The second customer category is the renewable IPPs. Unlike the traditional IPPs with large asset portfolios, these companies usually do not have established trading desks. Most of the power generated is committed under PPAs, so the need for sophisticated trading strategies has not been required. But these companies are coming to realize that with the limited merchant risk they carry, energy storage combined with automated market bidding can allow them to maximize revenue through these time-shifting arbitrage opportunities while minimizing risks associated with PPA obligations. This will be particularly appealing in the coming years as the lucrative PPAs for early renewable energy projects expire and the owners must decide between new rock bottom contract prices or taking on a level of merchant risk beyond what they've previously experienced. Utilization of auto-bidding software, like our IntelliBidder, will give these IPPs an attractive alternative to hiring an old school trading desk.
There are hurdles, to be sure. For one, I am very concerned that the energy storage integration market is lagging when it comes to cybersecurity. As more firms take their service offering from behind-the-meter to grid-scale, they underestimate the degree to which grid security impacts utility and ISO decision-making. When you talk about trading on power markets, there is a real concern that an adversarial state or non-state actor could massively manipulate the generation characteristics of a whole portfolio of assets to cause a cascade of failures that brings down the entire grid. The industry must address this and fast. I am particularly proud that Wärtsilä is out front leading on this, with our GEMS Power Plant Controller becoming the first (and so far only) storage control platform to receive IEC 62443 Cybersecurity Certification.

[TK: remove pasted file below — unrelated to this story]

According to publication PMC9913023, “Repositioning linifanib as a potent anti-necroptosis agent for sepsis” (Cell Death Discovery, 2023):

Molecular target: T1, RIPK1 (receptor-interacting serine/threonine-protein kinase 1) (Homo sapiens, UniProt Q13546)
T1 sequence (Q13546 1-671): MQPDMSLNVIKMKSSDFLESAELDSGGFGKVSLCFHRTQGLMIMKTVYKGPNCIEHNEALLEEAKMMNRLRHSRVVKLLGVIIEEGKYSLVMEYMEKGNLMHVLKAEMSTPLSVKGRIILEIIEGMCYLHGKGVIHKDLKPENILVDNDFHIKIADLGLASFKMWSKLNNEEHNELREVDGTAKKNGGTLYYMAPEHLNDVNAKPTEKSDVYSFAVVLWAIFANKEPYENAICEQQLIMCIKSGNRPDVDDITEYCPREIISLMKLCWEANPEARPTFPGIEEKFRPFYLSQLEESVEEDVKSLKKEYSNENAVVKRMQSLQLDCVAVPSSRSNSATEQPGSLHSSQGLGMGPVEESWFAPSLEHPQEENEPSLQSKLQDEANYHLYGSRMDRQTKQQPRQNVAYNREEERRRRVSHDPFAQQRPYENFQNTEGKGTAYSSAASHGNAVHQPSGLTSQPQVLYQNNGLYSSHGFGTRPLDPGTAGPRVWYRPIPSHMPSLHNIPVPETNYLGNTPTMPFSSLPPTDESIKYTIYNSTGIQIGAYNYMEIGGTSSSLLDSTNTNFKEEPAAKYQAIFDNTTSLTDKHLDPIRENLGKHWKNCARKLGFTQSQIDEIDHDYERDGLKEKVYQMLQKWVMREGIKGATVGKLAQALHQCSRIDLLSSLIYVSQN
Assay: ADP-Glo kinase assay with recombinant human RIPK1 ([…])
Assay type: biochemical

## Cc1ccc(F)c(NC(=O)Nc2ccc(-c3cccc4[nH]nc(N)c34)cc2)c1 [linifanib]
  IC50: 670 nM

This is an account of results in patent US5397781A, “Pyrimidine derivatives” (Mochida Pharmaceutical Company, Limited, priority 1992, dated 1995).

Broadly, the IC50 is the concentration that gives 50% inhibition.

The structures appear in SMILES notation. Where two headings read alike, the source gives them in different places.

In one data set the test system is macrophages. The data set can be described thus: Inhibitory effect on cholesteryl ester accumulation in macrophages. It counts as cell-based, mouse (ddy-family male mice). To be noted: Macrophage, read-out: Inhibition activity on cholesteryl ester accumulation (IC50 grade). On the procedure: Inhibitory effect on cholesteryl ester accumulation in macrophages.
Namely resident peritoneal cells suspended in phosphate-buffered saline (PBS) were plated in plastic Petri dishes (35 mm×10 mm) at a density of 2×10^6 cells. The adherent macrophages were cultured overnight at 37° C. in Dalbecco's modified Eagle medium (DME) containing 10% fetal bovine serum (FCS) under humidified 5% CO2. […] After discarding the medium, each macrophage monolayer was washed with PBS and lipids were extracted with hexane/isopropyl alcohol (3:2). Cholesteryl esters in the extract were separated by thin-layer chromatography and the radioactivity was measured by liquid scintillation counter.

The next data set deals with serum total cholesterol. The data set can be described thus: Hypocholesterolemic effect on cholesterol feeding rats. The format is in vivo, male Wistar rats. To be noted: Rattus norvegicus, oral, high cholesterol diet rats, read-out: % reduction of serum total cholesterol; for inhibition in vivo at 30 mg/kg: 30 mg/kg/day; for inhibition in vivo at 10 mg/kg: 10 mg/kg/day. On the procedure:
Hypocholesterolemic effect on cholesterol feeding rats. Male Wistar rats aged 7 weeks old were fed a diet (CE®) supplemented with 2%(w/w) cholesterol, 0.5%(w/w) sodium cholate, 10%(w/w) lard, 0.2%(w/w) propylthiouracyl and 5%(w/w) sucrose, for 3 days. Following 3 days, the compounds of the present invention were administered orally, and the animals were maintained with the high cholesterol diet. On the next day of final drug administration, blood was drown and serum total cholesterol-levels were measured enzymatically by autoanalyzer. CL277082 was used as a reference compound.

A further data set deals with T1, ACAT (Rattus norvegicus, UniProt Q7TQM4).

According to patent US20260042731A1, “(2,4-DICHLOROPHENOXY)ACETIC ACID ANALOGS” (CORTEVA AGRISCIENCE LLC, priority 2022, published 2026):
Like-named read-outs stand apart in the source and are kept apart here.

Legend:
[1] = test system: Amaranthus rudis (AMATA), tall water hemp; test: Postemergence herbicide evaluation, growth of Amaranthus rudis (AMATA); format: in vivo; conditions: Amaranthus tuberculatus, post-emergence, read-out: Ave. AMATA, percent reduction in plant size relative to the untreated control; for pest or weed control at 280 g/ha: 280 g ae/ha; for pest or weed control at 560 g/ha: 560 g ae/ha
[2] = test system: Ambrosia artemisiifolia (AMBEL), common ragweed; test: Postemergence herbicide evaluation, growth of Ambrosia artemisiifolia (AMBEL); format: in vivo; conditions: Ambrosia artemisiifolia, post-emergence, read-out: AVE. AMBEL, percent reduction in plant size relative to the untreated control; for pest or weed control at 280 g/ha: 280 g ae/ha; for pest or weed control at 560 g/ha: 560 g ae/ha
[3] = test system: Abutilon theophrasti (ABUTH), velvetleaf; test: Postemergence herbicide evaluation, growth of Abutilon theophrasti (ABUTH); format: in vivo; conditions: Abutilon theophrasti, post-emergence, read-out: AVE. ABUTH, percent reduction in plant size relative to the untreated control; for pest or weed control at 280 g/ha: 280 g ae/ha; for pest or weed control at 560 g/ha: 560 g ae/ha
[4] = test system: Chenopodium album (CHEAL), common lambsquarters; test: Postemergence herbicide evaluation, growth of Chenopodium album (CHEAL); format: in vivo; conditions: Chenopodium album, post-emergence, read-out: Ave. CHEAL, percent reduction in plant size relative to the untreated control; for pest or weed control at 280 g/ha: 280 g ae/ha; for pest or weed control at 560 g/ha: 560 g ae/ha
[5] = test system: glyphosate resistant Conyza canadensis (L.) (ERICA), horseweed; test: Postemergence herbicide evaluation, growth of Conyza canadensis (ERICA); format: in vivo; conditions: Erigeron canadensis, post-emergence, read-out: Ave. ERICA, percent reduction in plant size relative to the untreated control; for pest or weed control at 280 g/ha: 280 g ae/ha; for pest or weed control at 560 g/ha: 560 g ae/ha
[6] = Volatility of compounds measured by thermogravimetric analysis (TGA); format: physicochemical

Another challenge is market structure. It is important that regulators have clear, well-established rules and mechanisms that facilitate the growth of these markets. There is no one-size-fits-all approach and policymakers should examine a variety of market structures to emulate. California and Australia have well-established rules and offer a good roadmap for enabling auto-bidding in competitive markets. Texas is also a good example, with a $9,000/mWh price cap that was reached two summers ago. Though the lack of resource adequacy and capacity payment structures means that generators in Texas take on more risk whereas a generator in California may have roughly 20-40% of system cost covered by other revenue streams. The U.K. is also a very interesting market, with the shutdown of coal-fired generation, a nuclear plant shutting down in the near future, and high penetration of wind power. And they have a robust market mechanism that includes capacity payments.
But despite these near-term challenges, this is clearly the direction the industry is moving. Power generators are looking for new, innovative ways to squeeze more value out of their energy storage assets. Integrating auto-bidding into the operation of renewable energy and energy storage assets unlocks a part of the electricity market value chain previously unavailable to them. It is a sign of maturation and sophistication for the ever-growing energy storage market. And it will be an indispensable feature of electricity markets with increasing levels of renewable energy and flexible generation.